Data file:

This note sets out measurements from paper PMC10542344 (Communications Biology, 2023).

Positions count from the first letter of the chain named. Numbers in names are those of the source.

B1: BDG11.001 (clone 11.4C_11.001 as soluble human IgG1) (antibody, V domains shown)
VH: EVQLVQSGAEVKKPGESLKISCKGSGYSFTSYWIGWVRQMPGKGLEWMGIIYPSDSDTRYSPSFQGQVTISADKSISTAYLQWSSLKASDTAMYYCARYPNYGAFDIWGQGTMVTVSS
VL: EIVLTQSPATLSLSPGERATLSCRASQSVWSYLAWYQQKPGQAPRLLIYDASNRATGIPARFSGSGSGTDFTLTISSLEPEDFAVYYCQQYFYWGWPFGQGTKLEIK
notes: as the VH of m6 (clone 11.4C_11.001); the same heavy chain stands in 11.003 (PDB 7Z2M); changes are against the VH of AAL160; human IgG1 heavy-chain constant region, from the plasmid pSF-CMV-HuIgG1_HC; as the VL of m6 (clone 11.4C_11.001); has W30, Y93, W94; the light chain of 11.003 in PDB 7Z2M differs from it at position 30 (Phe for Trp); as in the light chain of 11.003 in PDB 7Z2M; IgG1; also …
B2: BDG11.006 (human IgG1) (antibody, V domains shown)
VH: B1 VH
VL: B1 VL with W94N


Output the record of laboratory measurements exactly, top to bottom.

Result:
This note sets out measurements from paper PMC10542344 (Communications Biology, 2023).

Positions count from the first letter of the chain named. Numbers in names are those of the source.

B1: BDG11.001 (clone 11.4C_11.001 as soluble human IgG1) (antibody, V domains shown)
VH: EVQLVQSGAEVKKPGESLKISCKGSGYSFTSYWIGWVRQMPGKGLEWMGIIYPSDSDTRYSPSFQGQVTISADKSISTAYLQWSSLKASDTAMYYCARYPNYGAFDIWGQGTMVTVSS
VL: EIVLTQSPATLSLSPGERATLSCRASQSVWSYLAWYQQKPGQAPRLLIYDASNRATGIPARFSGSGSGTDFTLTISSLEPEDFAVYYCQQYFYWGWPFGQGTKLEIK
notes: as the VH of m6 (clone 11.4C_11.001); the same heavy chain stands in 11.003 (PDB 7Z2M); changes are against the VH of AAL160; human IgG1 heavy-chain constant region, from the plasmid pSF-CMV-HuIgG1_HC; as the VL of m6 (clone 11.4C_11.001); has W30, Y93, W94; the light chain of 11.003 in PDB 7Z2M differs from it at position 30 (Phe for Trp); as in the light chain of 11.003 in PDB 7Z2M; IgG1; also …
B2: BDG11.006 (human IgG1) (antibody, V domains shown)
VH: B1 VH
VL: B1 VL with W94N